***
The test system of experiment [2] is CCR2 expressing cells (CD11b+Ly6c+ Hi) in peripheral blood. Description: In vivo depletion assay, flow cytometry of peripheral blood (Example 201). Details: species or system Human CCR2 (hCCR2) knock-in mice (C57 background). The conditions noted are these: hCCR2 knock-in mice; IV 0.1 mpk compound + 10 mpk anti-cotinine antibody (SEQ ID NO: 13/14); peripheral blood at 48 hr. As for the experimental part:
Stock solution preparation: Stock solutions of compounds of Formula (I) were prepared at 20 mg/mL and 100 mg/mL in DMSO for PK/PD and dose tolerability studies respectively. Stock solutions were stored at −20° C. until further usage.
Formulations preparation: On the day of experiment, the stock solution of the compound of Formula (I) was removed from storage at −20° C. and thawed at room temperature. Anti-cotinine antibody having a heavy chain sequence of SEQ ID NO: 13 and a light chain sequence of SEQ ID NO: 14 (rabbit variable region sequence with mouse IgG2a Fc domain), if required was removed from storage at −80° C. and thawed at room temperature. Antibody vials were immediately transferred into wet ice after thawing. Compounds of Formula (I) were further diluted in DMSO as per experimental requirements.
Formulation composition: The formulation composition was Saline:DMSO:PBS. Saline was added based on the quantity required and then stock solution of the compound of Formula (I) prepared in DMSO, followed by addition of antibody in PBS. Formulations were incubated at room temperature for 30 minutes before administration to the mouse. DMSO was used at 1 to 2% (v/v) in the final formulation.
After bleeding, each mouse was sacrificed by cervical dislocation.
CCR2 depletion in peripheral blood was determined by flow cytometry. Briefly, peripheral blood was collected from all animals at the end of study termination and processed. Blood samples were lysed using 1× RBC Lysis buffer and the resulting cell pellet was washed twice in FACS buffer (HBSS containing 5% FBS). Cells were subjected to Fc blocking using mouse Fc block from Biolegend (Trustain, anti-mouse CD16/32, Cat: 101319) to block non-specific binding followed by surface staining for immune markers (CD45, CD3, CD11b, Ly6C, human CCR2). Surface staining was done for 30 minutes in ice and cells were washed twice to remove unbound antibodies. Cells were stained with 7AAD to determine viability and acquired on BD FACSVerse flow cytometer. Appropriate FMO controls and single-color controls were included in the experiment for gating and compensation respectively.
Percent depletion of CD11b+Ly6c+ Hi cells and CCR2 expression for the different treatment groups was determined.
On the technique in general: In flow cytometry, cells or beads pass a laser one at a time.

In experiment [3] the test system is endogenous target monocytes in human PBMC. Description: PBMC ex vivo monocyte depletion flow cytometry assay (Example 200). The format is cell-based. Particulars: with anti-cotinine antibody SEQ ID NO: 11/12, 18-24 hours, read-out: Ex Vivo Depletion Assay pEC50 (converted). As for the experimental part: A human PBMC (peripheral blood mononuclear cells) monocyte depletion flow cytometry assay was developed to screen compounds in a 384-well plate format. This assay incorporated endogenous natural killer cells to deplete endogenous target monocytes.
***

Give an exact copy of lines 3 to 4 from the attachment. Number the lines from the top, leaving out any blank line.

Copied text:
Formulations preparation: On the day of experiment, the stock solution of the compound of Formula (I) was removed from storage at −20° C. and thawed at room temperature. Anti-cotinine antibody having a heavy chain sequence of SEQ ID NO: 13 and a light chain sequence of SEQ ID NO: 14 (rabbit variable region sequence with mouse IgG2a Fc domain), if required was removed from storage at −80° C. and thawed at room temperature. Antibody vials were immediately transferred into wet ice after thawing. Compounds of Formula (I) were further diluted in DMSO as per experimental requirements.
Formulation composition: The formulation composition was Saline:DMSO:PBS. Saline was added based on the quantity required and then stock solution of the compound of Formula (I) prepared in DMSO, followed by addition of antibody in PBS. Formulations were incubated at room temperature for 30 minutes before administration to the mouse. DMSO was used at 1 to 2% (v/v) in the final formulation.